Minimizing ICU Neurological Dysfunction With Dexmedetomidine-induced Sleep (MINDDS)
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|ClinicalTrials.gov Identifier: NCT02856594|
Recruitment Status : Active, not recruiting
First Posted : August 5, 2016
Last Update Posted : August 30, 2021
|Condition or disease||Intervention/treatment||Phase|
|Postoperative Delirium Sleep Anesthesia||Drug: Dexmedetomidine Drug: Placebo||Phase 2 Phase 3|
Delirium is an acute brain dysfunction characterized by disturbances in attention, awareness, and cognition not explained by a preexisting neurocognitive disorder. Although the increased mortality rates ascribed to delirium remain debatable, delirium remains a leading cause of preventable morbidity in hospitalized elderly patients. It is also associated with prolonged hospitalization, prolonged institutionalization, and long-term cognitive deficits. Patients with pre-existing dementia, such as Alzheimer's disease, are especially vulnerable to developing delirium. The total healthcare cost attributable to delirium is estimated between $143 and $152 billion annually. In the United States, delirium occurs in approximately 80% of critically ill patients admitted to medical/surgical intensive care units (ICU), and 15% of patients admitted to cardiac surgical (CS) ICU. Most patients diagnosed with delirium also present with multiple comorbidities (sepsis, multi-organ failure) that significantly confound our understanding of this disease. Thus, to date, no pharmacological intervention to treat delirium has been identified.
There is mounting evidence to suggest that sleep deprivation may be a modifiable risk factor for the development of delirium. Presently, pharmacological treatment with no current medication (benzodiazepines, antipsychotics) induces natural sleep or reliably reduces the incidence of delirium. The investigators have found that biomimetic sleep, defined here as pharmacological induction of rapid eye movement sleep (REM) and non-REM (N1, N2, N3) sleep states using dexmedetomidine, can now be achieved in humans. The overall objective of this study is to evaluate the efficacy of biomimetic sleep in reducing the incidence and severity of delirium in extubated CSICU patients. The investigators will also assess for peri-operative electroencephalogram biomarkers of delirium, and the association between delirium and chronic neuroinflammation using positron emission tomography. The MINDDS study is poised to enable therapeutic and diagnostic discoveries to aid the care of elderly patients who are at risk for developing postoperative delirium.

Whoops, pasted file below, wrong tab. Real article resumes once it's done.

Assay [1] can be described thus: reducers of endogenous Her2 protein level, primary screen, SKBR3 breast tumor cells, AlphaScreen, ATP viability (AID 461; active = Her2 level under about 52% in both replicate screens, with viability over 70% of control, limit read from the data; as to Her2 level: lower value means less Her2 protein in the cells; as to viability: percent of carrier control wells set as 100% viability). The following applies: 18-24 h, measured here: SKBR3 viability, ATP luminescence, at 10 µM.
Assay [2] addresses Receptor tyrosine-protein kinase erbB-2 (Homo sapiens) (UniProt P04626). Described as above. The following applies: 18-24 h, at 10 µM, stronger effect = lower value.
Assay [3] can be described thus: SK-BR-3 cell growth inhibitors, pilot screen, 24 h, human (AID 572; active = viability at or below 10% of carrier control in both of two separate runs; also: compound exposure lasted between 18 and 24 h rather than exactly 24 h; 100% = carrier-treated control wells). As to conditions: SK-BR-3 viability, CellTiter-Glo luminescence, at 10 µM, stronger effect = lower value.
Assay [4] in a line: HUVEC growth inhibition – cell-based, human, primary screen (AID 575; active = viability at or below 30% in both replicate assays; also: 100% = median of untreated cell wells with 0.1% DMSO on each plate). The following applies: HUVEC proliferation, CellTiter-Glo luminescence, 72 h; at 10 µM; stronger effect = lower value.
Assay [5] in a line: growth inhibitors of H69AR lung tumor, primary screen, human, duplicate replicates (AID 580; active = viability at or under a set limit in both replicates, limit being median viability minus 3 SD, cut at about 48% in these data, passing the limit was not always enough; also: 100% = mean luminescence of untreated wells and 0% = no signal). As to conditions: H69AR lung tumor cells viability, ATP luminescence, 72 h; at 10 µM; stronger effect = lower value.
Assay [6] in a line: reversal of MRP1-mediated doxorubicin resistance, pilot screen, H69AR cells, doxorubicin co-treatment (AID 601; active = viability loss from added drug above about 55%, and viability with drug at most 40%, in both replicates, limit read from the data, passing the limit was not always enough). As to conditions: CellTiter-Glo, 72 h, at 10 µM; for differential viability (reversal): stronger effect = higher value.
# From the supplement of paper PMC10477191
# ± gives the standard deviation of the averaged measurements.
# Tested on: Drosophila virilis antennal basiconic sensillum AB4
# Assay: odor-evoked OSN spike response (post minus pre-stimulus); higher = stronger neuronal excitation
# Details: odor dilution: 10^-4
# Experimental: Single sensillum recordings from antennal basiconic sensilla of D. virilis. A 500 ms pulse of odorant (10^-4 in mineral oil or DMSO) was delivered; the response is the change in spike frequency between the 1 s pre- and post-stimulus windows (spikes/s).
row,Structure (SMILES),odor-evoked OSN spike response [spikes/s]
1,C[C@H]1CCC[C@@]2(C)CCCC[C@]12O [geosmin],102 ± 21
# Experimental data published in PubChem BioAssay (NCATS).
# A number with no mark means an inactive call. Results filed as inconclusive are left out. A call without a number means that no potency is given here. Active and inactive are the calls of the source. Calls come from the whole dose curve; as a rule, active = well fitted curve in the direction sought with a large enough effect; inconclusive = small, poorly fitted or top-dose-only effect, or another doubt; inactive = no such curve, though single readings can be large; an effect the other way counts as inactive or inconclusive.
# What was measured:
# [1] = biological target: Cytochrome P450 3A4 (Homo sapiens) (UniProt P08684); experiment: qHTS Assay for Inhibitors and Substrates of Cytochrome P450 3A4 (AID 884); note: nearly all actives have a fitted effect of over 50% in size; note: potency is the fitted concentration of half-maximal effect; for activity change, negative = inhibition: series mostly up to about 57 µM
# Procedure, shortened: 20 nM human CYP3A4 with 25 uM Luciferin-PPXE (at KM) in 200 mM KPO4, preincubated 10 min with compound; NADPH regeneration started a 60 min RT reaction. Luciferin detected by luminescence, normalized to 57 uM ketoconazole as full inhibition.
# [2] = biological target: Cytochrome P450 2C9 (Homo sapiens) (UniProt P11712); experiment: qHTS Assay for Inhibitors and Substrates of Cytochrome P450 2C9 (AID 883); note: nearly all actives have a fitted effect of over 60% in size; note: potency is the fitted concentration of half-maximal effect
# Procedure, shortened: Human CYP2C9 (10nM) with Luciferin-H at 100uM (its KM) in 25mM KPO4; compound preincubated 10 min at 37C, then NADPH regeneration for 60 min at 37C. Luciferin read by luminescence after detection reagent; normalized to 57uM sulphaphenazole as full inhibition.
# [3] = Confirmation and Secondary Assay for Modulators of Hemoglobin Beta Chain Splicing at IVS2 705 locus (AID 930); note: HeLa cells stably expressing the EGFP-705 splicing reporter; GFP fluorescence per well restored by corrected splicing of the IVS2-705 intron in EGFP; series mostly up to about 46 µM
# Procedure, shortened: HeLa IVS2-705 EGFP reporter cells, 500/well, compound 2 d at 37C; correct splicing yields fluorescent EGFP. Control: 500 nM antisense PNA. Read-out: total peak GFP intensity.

|Study Type :||Interventional (Clinical Trial)|
|Estimated Enrollment :||370 participants|
|Intervention Model:||Parallel Assignment|
|Masking:||Quadruple (Participant, Care Provider, Investigator, Outcomes Assessor)|
|Official Title:||Minimizing ICU Neurological Dysfunction With Dexmedetomidine-induced Sleep (MINDDS): A Randomized Placebo-controlled Trial|
|Actual Study Start Date :||March 6, 2017|
|Estimated Primary Completion Date :||December 2021|
|Estimated Study Completion Date :||June 2022|
Experimental: Dexmedetomidine-induced sleep
Precedex (Dexmedetomidine) intervention: Intravenous administration of 1mcg/kg over 40 minutes.
Other Name: Precedex
Placebo Comparator: Placebo
Placebo of normal saline: Intravenous administration of normal saline over 40 minutes.
Other Name: Normal Saline
- Incidence of delirium [ Time Frame: Post operative day 1 (24 hours) ]Confusion Assessment Method
- ICU delirium/coma-free days [ Time Frame: Up until postoperative day 3, or up until postoperative day 7 or discharge for patients who are delirious beyond postoperative day 5 ]Confusion Assessment Method
- Severity of Delirium [ Time Frame: Up until postoperative day 3, or up until postoperative day 7 or discharge for patients who are delirious beyond postoperative day 5 ]Confusion Assessment Method
- 30-day, 90-day, and 180-day mortality [ Time Frame: Up to postoperative day 180 (6 months) ]30-day, 90-day, and 180-day mortality
- Postoperative Cognitive Status [ Time Frame: 30 days, 90 days, and 180 days postoperatively ]Telephone Montreal Cognitive Assessment
- Postoperative health related quality of life [ Time Frame: 30 days, 90 days, and 180 days postoperatively ]PROMIS-29 questionnaires
- Length of Hospital Stay [ Time Frame: from postoperative day 0 until date of hospital discharge (no prespecified length possible) ]Medical Record Review
To learn more about this study, you or your doctor may contact the study research staff using the contact information provided by the sponsor.
Please refer to this study by its ClinicalTrials.gov identifier (NCT number): NCT02856594
|United States, Massachusetts|
|Massachusetts General Hospital|
|Boston, Massachusetts, United States, 02114|